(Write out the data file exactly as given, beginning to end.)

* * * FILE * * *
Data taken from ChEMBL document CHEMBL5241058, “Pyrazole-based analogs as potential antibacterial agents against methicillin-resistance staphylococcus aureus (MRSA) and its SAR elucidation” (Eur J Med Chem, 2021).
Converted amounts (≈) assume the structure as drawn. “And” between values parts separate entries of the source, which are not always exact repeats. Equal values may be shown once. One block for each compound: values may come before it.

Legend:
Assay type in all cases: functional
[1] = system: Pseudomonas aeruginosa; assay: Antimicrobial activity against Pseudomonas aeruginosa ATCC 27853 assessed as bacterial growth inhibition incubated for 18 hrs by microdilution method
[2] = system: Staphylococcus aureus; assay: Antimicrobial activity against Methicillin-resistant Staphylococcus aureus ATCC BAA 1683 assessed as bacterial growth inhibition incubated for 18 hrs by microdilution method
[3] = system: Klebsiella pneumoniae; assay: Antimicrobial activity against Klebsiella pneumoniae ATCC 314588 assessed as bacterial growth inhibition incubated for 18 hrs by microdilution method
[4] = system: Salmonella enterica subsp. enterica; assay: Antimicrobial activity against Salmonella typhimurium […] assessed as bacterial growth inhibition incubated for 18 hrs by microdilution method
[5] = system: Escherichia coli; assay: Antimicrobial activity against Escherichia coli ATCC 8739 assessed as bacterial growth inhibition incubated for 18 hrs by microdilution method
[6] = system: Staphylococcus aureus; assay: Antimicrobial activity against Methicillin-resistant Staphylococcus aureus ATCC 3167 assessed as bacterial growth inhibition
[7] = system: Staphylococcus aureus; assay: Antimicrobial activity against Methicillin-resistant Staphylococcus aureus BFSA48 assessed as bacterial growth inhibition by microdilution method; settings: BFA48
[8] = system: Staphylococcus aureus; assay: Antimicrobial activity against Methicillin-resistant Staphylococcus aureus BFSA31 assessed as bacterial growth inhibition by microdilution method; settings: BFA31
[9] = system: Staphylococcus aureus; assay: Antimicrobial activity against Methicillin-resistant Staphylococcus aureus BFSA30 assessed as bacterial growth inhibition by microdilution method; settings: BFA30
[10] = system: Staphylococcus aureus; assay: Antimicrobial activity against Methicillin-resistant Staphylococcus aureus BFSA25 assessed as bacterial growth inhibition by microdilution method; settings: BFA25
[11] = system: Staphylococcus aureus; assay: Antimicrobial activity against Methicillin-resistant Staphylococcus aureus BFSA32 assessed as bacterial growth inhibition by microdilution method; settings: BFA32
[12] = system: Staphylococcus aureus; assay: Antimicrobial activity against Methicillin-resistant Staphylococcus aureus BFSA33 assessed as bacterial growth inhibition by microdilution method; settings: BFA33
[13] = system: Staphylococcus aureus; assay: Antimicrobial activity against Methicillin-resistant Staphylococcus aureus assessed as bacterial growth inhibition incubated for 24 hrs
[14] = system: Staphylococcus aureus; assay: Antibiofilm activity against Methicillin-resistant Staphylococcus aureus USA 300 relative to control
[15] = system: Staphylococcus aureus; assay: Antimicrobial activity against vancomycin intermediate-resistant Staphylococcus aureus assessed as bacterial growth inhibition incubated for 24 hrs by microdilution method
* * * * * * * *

Data taken from ChEMBL document CHEMBL5241058, “Pyrazole-based analogs as potential antibacterial agents against methicillin-resistance staphylococcus aureus (MRSA) and its SAR elucidation” (Eur J Med Chem, 2021).
Converted amounts (≈) assume the structure as drawn. “And” between values parts separate entries of the source, which are not always exact repeats. Equal values may be shown once. One block for each compound: values may come before it.

Legend:
Assay type in all cases: functional
[1] = system: Pseudomonas aeruginosa; assay: Antimicrobial activity against Pseudomonas aeruginosa ATCC 27853 assessed as bacterial growth inhibition incubated for 18 hrs by microdilution method
[2] = system: Staphylococcus aureus; assay: Antimicrobial activity against Methicillin-resistant Staphylococcus aureus ATCC BAA 1683 assessed as bacterial growth inhibition incubated for 18 hrs by microdilution method
[3] = system: Klebsiella pneumoniae; assay: Antimicrobial activity against Klebsiella pneumoniae ATCC 314588 assessed as bacterial growth inhibition incubated for 18 hrs by microdilution method
[4] = system: Salmonella enterica subsp. enterica; assay: Antimicrobial activity against Salmonella typhimurium […] assessed as bacterial growth inhibition incubated for 18 hrs by microdilution method
[5] = system: Escherichia coli; assay: Antimicrobial activity against Escherichia coli ATCC 8739 assessed as bacterial growth inhibition incubated for 18 hrs by microdilution method
[6] = system: Staphylococcus aureus; assay: Antimicrobial activity against Methicillin-resistant Staphylococcus aureus ATCC 3167 assessed as bacterial growth inhibition
[7] = system: Staphylococcus aureus; assay: Antimicrobial activity against Methicillin-resistant Staphylococcus aureus BFSA48 assessed as bacterial growth inhibition by microdilution method; settings: BFA48
[8] = system: Staphylococcus aureus; assay: Antimicrobial activity against Methicillin-resistant Staphylococcus aureus BFSA31 assessed as bacterial growth inhibition by microdilution method; settings: BFA31
[9] = system: Staphylococcus aureus; assay: Antimicrobial activity against Methicillin-resistant Staphylococcus aureus BFSA30 assessed as bacterial growth inhibition by microdilution method; settings: BFA30
[10] = system: Staphylococcus aureus; assay: Antimicrobial activity against Methicillin-resistant Staphylococcus aureus BFSA25 assessed as bacterial growth inhibition by microdilution method; settings: BFA25
[11] = system: Staphylococcus aureus; assay: Antimicrobial activity against Methicillin-resistant Staphylococcus aureus BFSA32 assessed as bacterial growth inhibition by microdilution method; settings: BFA32
[12] = system: Staphylococcus aureus; assay: Antimicrobial activity against Methicillin-resistant Staphylococcus aureus BFSA33 assessed as bacterial growth inhibition by microdilution method; settings: BFA33
[13] = system: Staphylococcus aureus; assay: Antimicrobial activity against Methicillin-resistant Staphylococcus aureus assessed as bacterial growth inhibition incubated for 24 hrs
[14] = system: Staphylococcus aureus; assay: Antibiofilm activity against Methicillin-resistant Staphylococcus aureus USA 300 relative to control
[15] = system: Staphylococcus aureus; assay: Antimicrobial activity against vancomycin intermediate-resistant Staphylococcus aureus assessed as bacterial growth inhibition incubated for 24 hrs by microdilution method